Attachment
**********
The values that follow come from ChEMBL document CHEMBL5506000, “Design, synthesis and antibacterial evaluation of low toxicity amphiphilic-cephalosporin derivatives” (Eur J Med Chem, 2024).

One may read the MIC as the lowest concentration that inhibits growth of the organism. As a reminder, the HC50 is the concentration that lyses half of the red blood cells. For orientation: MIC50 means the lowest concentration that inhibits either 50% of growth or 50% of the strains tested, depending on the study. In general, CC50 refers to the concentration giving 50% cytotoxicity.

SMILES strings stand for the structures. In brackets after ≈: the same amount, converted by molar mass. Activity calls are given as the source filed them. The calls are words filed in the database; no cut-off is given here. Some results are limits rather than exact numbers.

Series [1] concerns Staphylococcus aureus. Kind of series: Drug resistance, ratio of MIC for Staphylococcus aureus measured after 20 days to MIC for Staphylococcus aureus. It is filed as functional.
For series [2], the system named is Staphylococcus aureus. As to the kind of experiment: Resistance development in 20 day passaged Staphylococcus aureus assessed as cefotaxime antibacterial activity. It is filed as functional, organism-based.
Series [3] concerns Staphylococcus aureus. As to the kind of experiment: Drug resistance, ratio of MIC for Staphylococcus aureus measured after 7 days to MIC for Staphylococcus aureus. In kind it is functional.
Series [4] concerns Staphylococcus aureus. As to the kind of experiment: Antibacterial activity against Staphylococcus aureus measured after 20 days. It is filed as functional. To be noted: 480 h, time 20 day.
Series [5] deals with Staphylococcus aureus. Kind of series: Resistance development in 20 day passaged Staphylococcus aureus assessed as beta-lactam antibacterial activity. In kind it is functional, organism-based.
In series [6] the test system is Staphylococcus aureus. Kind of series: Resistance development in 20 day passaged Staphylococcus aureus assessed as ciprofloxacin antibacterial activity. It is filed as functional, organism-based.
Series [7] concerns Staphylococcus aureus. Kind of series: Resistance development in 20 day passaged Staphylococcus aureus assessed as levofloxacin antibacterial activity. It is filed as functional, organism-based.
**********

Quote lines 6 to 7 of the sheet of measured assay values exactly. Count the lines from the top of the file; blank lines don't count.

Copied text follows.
Series [3] concerns Staphylococcus aureus. As to the kind of experiment: Drug resistance, ratio of MIC for Staphylococcus aureus measured after 7 days to MIC for Staphylococcus aureus. In kind it is functional.
Series [4] concerns Staphylococcus aureus. As to the kind of experiment: Antibacterial activity against Staphylococcus aureus measured after 20 days. It is filed as functional. To be noted: 480 h, time 20 day.